Character: qualities of honesty, courage, or the like; integrity.
On Sunday, Jets strength and conditioning coach, Sal Alosi proved he has no character. As the Dolphins punted away during the third quarter, Nolan Carroll, a defensive back for Miami, was tripped by Alosi.
Carroll was the "gunner" for the Dolphins during the punt, and rolled for nearly 10 yards after Alosi intentionally stuck his knee out and tripped him. The incident was caught on film, and Alosi has since apologized for his actions stating, "I wasn’t thinking. If I could go back and do it again, I’d sure as heck take a step back."
Although Carroll was slow to get back up, he returned to the game, and afterwards said he was not mad about the incident. Carroll has a history of broken legs, the latest ending his senior season at Maryland last year.
Even though Carroll was able to return with no significant injury, the ending could have been a lot worse.
How does Alosi, a trained professional coach, allow himself to revert to the callow act of tripping a player? He’s a coach! He sets an example for not only his players, but for the rest of the organization. The message he sent across the country when he tripped Carroll was a bitter one. It showed no class to a team that is already known for having a classless reputation.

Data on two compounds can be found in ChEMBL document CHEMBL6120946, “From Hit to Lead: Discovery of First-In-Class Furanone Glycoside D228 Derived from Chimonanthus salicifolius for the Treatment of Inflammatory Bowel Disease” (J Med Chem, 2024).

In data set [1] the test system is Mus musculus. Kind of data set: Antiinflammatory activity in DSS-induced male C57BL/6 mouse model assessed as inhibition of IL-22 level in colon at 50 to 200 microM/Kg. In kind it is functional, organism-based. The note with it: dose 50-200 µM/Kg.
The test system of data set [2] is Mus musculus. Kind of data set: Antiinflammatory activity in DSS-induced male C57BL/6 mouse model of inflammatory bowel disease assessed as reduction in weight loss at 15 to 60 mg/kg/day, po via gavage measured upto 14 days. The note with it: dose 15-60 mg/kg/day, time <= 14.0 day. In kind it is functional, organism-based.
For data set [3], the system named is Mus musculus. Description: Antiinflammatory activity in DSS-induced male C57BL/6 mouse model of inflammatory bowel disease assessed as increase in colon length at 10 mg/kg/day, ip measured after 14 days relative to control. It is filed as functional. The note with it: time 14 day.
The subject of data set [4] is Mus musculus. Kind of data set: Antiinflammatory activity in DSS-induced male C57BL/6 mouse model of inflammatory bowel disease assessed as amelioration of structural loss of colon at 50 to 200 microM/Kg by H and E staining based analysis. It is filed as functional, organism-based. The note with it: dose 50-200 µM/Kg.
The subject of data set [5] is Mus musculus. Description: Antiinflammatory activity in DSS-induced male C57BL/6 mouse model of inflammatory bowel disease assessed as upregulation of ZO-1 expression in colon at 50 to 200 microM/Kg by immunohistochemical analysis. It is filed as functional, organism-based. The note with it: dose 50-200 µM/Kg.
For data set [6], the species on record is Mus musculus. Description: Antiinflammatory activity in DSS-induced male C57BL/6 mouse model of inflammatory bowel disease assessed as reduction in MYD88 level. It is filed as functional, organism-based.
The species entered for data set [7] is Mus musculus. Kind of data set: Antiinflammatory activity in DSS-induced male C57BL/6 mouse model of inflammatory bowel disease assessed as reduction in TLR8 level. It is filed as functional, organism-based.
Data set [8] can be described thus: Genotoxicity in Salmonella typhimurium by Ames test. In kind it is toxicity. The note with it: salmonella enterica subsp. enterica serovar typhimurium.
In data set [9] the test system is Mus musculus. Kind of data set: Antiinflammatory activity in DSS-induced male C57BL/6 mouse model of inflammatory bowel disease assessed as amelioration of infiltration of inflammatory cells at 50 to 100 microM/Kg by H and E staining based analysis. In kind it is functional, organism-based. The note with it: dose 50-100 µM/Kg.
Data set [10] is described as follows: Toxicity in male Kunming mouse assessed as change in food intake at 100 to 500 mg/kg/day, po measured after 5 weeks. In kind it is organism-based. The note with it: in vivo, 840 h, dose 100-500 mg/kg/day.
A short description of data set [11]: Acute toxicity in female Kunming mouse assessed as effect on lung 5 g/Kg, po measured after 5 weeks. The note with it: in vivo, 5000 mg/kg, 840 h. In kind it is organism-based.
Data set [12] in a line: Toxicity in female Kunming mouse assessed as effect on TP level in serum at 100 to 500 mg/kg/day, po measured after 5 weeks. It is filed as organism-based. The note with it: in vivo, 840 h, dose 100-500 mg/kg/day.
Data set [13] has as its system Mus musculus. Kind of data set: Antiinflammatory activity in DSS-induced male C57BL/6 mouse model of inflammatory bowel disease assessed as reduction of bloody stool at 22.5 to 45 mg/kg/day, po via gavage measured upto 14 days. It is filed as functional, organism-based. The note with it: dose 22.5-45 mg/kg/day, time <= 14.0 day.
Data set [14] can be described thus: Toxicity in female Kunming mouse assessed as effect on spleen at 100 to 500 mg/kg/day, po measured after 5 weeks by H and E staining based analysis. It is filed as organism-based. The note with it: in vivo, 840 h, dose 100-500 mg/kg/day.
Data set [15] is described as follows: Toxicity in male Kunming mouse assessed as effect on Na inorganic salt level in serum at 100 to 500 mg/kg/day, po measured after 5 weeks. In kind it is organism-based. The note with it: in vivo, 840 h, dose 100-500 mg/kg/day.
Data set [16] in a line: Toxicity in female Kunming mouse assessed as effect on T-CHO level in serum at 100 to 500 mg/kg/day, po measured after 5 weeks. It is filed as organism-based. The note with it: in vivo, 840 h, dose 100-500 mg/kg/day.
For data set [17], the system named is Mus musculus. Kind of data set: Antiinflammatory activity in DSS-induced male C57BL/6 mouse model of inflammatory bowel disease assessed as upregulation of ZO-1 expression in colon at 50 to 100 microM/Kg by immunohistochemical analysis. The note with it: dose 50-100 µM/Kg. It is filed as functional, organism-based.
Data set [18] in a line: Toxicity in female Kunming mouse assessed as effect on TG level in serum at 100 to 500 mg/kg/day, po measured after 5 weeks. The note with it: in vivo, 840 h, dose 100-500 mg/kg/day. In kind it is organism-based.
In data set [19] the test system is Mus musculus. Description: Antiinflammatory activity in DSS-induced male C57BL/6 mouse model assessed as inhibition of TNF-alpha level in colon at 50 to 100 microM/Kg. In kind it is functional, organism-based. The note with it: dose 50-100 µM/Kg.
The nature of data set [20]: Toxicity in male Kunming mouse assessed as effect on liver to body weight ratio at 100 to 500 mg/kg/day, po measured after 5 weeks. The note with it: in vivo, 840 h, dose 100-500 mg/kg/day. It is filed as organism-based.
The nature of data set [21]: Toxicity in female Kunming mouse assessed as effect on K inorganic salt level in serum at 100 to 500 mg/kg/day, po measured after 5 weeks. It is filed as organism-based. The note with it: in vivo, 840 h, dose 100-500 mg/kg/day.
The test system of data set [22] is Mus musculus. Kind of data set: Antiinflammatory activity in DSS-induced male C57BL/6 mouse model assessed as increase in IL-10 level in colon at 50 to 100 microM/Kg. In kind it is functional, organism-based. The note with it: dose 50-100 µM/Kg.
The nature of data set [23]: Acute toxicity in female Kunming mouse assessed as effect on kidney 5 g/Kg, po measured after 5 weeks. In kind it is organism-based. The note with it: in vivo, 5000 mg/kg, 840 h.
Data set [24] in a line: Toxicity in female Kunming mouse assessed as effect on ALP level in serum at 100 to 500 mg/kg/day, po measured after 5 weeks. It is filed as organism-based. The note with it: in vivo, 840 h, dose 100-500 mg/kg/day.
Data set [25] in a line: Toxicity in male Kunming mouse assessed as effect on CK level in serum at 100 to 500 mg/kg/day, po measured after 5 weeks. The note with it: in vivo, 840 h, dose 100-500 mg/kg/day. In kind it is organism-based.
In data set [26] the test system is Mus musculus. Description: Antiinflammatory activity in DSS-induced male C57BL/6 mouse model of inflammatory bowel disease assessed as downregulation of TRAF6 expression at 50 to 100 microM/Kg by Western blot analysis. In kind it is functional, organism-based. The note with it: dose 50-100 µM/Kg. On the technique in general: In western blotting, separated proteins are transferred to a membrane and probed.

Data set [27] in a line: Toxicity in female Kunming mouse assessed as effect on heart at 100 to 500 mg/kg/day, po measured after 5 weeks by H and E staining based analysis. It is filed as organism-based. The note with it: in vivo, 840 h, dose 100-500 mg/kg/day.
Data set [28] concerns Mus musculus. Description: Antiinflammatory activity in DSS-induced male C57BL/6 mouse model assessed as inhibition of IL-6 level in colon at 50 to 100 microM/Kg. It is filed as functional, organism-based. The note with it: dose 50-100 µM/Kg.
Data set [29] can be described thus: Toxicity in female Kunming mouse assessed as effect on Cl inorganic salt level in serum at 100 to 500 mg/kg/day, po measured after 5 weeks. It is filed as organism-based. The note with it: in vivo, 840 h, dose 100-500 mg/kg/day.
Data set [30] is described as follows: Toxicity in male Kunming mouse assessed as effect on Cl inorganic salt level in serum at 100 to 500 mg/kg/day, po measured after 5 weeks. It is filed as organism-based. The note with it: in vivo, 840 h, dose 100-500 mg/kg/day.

Dolphins running back Ricky Williams said, "It's the Jets right? We're not surprised." (Espn.com)
Vocal linebacker Channing Crowder sounded off after the incident saying, "They're cheaters. They do what they do. They cheat. They talk junk. But we beat the hell out of them today...I wish they'd tripped me. I'd have broken that old man's leg. He should be ashamed of himself....A grown man from the coaching staff? That's high character."
It doesn't matter if it's Pop Warner, high school varsity, the NCAA or the NFL. Alosi's actions towards Carroll were inexcusable on any level. Had Carroll broken his leg after being tripped, there wouldn't even be a discussion on the verdict.
As Alosi awaits punishment from commissioner Roger Goodell, the case needs to be made for the price he'll pay. His actions were juvenile, unprofessional and they jeopardized the safety of an NFL player.
If he wants to send a message that his organization has a single ounce of professionalism, Jets president/CEO Woody Johnson needs to fire Alosi before Goodell makes his decision.
If he is not fired, it sends a message that it is okay to cheat and belittle yourself and your team by taking down a player so unjustly. Is that the message Goodell wants?
The Jets need to show everybody they are a dignified team by firing Alosi. However, they have troubled receivers Santonio Holmes and Braylon Edwards on their team, so the likelihood of Alosi being fired is between slim and none.
Let's hope Roger Goodell sticks his knee out and sends Alosi to the unemployment line.
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